For many of us, it’s also the point where music first has a significant impact on our lives. We all remember the first record we fell in love with, going to our first concert, or when we "got" electronic music, and often those magic moments happened towards the end of our adolescence.
With our 18th birthday now just a few days away, we asked some of the artists appearing across this milestone weekend to recall one formative record from their entry into adulthood. In this list, you’ll see how some of the cream of electronic music took inspiration from Morrissey and Björk as well as groundbreaking moments in ambient house and drum & bass in one of our most insightful blog features so far.
Madrugada Eterna – The KLF [KLF Communications]
The Chill Out LP was the soundtrack to us growing up in Stockholm. I guess this is where I really started to appreciate ambient music, and the steel guitar of Madrugada Eterna will forever transport me back in to the strangeness of being young.
Gotta Find A Way – Russ Brown [Jump Street Records]
Back when I was 18, clubs like fabric didn’t exist – I used to go to a mixture of different events at night clubs, venues, community centres, schools and what we used to call "blues houses" – they were all mainly in Hackney. But there were also great things happening at Four Aces and Oasis (I used to go here when it was called Cubies too) in Dalston, All Nations by London Fields, Maxims on Kingsland Road, Dougie’s Nightspot in Lower Clapton, the Holly Street and Nightingale Estate community centres, and plenty of one-off venues. I also had my sound system with Daddy Earl and Shut Up And Dance, playing all forms of urban music: reggae, soul, hip hop, rare groove and early house and garage. This track was a firm favourite of mine back then, I loved the vocal so much that I ended up sampling it a decade later on my 1996 release We Must Unite which was myself and Pascal’s first ever independent compilation release.
Timeless – Goldie [Metalheadz]
In around 2000 or 2001, a friend gave me Goldie’s Timeless LP and it completely changed the way I look at electronic music. I remember listening to it every single night on repeat, just getting completely lost and immersed in the atmospheres and grooves. Coming from a punk background in Croatia, it was one of the records that got me into producing electronic music. It totally opened me up to a range of new styles, genres and sounds. Thank you Goldie!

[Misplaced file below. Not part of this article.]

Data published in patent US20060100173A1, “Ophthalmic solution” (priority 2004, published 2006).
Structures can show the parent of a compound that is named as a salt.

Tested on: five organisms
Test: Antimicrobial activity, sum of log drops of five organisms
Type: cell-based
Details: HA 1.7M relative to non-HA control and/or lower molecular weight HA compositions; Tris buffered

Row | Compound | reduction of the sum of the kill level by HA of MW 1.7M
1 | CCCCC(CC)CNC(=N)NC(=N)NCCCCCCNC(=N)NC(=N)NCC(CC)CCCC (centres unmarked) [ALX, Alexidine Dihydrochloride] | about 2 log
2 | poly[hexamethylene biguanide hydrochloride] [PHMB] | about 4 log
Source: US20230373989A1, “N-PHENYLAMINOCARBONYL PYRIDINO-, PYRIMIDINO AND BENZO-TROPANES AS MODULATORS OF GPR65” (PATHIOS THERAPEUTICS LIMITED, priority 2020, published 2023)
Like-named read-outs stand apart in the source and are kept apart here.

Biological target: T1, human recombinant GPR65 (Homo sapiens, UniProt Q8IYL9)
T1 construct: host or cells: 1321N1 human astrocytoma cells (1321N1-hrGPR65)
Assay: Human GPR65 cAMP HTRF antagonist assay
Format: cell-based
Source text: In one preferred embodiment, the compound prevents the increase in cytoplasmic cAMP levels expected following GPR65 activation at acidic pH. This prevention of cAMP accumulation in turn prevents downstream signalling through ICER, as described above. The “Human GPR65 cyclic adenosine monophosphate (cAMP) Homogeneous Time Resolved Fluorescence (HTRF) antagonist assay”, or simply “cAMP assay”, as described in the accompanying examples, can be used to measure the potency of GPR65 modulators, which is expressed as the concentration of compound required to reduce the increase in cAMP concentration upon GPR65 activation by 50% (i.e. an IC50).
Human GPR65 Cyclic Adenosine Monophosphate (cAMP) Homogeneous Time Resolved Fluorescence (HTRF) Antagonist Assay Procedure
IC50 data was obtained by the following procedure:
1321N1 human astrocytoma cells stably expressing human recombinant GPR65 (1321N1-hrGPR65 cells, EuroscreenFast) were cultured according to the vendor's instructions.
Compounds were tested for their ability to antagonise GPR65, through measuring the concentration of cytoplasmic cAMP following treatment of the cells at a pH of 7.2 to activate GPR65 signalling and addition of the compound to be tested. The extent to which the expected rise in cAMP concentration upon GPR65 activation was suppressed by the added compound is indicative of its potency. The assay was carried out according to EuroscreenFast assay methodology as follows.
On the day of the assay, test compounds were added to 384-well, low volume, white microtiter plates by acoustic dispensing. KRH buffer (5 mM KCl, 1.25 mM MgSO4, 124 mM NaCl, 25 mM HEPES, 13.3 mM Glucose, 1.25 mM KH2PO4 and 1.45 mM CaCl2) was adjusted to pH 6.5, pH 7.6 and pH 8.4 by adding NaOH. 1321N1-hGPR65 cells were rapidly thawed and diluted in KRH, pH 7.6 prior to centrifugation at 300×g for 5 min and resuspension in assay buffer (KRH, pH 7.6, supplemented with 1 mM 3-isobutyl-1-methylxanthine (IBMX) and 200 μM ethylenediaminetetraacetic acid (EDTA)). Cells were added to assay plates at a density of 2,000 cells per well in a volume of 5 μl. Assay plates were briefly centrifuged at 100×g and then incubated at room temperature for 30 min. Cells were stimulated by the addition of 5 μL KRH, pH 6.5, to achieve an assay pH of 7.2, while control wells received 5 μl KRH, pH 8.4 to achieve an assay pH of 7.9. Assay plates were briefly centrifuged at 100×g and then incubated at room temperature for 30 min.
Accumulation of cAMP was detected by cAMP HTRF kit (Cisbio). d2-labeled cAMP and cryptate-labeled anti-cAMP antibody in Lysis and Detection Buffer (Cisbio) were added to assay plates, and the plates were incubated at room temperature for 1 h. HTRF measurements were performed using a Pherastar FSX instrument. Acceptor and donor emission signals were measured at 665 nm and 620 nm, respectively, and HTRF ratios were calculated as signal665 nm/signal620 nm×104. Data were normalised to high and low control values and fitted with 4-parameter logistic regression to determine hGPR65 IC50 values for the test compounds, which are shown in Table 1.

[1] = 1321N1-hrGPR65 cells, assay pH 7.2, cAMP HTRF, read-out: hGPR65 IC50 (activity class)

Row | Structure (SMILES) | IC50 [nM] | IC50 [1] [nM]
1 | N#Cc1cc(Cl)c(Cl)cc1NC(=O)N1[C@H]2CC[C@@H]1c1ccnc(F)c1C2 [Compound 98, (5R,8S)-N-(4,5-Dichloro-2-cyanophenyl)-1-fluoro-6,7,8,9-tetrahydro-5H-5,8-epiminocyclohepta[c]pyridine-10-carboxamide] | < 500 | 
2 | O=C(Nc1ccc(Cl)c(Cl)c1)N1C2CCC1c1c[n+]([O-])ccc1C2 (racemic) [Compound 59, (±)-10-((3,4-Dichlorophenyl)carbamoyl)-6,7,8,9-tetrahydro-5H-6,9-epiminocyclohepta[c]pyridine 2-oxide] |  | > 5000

Bachelorette – Björk [One Little Indian]
Around the time I had first started listening to techno a friend played Björk's Homogenic LP. I’ve selected Bachelorette from the album because it really stood out for me at the time and still does. in short I think it’s a story telling and magical piece of music. I love the way the orchestra builds, the intensity and the power. The dynamics and range of Björk’s vocals are another level which tops everything off for me. Pure magic.
These Things Take Time (David Jensen session version) - The Smiths [Rough Trade]
The Smiths are one of my favourite bands, and the tracks they recorded as part of their sessions with John Peel and David Jensen in 1983 are some of my favourite that they ever released. I first came across those particular recordings as part of their compilation album Hatful of Hollow, which I was listening to religiously around the time I was 18.
It’s so difficult to choose a favourite track off that record, but the one that really reminds me of that time in my life is These Things Take Time. For me, the lyrics in that song rather perfectly encapsulate what it felt like being 18 and infatuated with someone. It captures the intensity of being at the beginning of adult life and experiencing all those feelings for the first time; naive, obsessive teenage romanticism, the fear of rejection and the inevitable reality of life moving on into the unknown as you try and figure out who you are. Morrissey isn’t everyone’s cup of tea but he wrote some of the best lyrics ever.
Peter Van Hoesen
Live! You Goddamned Son of a Bitch – Revolting Cocks [Wax Trax! Records]
Before this album was released, Electronic Body Music (yes, that was a genre back then!) was not known for being very funky. Dark and, for some, danceable, but not really groovy. But somehow this album turned the genre upside down for me. Still brutal and industrial, but infused with a sense of weird and warped 80s funk. The YouTube footage provides ample proof of their intense performance attitude, something which I would love to see a bit more of these days. The Revolting Cocks were definitely not playing it safe, and that is what made it so attractive to this once 18-year old.
Circe (Jazzanova Mix) – Ursula Rucker [Guidance]
Take an 18 year old who just came to techno and house from a musical background, add the sexiest voice in the bizz (apart from Roisin Murphy!), a lush Jazzanova workout and this… I mean… it still gives me chills nowadays:
Sirens have nothing on my song
My song is ageless and perfect
Angels envy my song
You must be strong
To resist this
I've seduced men you thought were myth
Gods have murdered mortals over me
They died with my name on their lips
My taste on their tongues
My love is the only one
Come rest your earthly burdens on my breasts
You'll find them firm like virgin
Irresistible, like Goddess
My breasts are filled with Neptune's nectar
One sip and you'll be mine
Now sink into my sea soft skin where your fantasy begins
Don't fight, you'll never win
I know my hair is mesmerizing
It reflects the colours of sun's rising
You'll never forget my wet
Come under, my kiss will keep you safe
What seem to you like minutes in my world are endless days
Ride my waves of pleasure
Forever and ever... and ever... and ever